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Alums Burkhart, Waziak helping to build ECC’s future

Article by: Michael Farrell

SUNY Erie Community College boasts more than 70,000 alums in the Buffalo Niagara region. Many have had an impact on the college since their graduation, and more are vocal advocates for ECC’s benefits for students looking to start or restart a career-focused education.

But in the case of alums Frank Burkhart ‘84 and Al Waziak ‘97, they’re helping to build the college’s academic future with the hands-on training they acquired at ECC.  

For Burkhart, the Business Administration grad and Riverside native operates Advanced Architecture, whose design work produced ECC’s recently opened Center for Nanotechnology Studies at North Campus. The $5.75 million energy-efficient building—officially opened for the Spring 2017 semester—was conceived in partnership with industry experts at Penn State University, and now houses the college’s Nanotechnology AAS degree program. The space ushered forth by Burkhart’s company is now preparing students for career opportunities in burgeoning Western New York fields such as semiconductor manufacturing, biotechnology and environmental science, working within exciting local developments like the Buffalo Niagara Medical Campus, SolarCity/Panasonic’s massive RiverBend site and the WNY Science and Technology Advanced Manufacturing Park.

“Buffalo and Western New York are on the precipice of finally turning the page on our Rust Belt economy,” said Burkhart, who earned a B.S. in Architecture from University at Buffalo after his time at ECC. “Having a high-tech program like Nanotechnology in our community college says a lot about where Western New York is going, and a lot more about where ECC is going.”

The Center for Nanotechnology Studies provides approximately 6,100 square feet of new learning space; $1.5 million in fabrication and characterization equipment; network capabilities through the Remote Access Instruments for Nanotechnology (RAIN) network to collaborate training with students across the country; and New York State’s only community college-hosted clean room for manipulating particles within an advanced manufacturing process. It’s a tremendous asset for both the college and its nearby communities. But for Burkhart, his path to involvement in such a project was ultimately enabled by his time at ECC.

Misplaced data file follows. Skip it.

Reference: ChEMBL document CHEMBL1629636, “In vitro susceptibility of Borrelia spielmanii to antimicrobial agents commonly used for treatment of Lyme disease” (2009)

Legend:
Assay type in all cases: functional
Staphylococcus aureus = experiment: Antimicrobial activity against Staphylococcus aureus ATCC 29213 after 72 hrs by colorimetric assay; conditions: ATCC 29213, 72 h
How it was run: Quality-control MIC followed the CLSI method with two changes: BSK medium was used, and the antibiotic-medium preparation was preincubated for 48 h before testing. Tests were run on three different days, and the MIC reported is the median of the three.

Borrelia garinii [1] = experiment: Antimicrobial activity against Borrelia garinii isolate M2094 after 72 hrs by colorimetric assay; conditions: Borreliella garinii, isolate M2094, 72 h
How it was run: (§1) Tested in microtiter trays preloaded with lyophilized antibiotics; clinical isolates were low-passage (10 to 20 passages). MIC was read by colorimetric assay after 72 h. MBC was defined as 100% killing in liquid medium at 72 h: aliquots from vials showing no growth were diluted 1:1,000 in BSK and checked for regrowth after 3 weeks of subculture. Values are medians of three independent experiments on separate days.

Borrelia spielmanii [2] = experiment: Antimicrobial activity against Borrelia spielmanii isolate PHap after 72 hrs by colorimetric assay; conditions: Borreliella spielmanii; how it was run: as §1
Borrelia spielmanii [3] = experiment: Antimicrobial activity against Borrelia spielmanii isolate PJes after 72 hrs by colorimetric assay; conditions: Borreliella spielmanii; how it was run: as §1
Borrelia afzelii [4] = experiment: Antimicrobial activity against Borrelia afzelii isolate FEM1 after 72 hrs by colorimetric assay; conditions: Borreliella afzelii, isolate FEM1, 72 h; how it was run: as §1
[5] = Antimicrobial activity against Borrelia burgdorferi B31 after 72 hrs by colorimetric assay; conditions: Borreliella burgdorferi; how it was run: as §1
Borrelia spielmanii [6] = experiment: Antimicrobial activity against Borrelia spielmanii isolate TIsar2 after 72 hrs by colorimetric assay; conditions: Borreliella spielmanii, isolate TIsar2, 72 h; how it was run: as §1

“What stands out from my time at ECC was, as I advanced with my education, I became more confident that I could get good grades at the college level,” said Burkhart. “It gave me the confidence that I can succeed, and it ultimately steered me toward my architecture degree.”

The same is true for Waziak. The Buffalo native earned his A.A.S. in Civil Engineering from ECC. Balancing classes with a full-time gig in the construction industry, the now senior project manager for Turner Construction credits his community college education for putting him on his current career path.

“This is what changed my life,” said Waziak, who now lives in Auburn. “Since I already had the benefit of knowing construction, I was immediately convinced that ECC would provide the appropriate education for me. The courses provided the correct amount of theoretical basis, but most importantly, the instructors had experience in the industry. They were able to provide real life experiences and correlations to what happens in real life situations. There is nothing more valuable than to understand how what is being taught to you today will relate to what you do in the future.”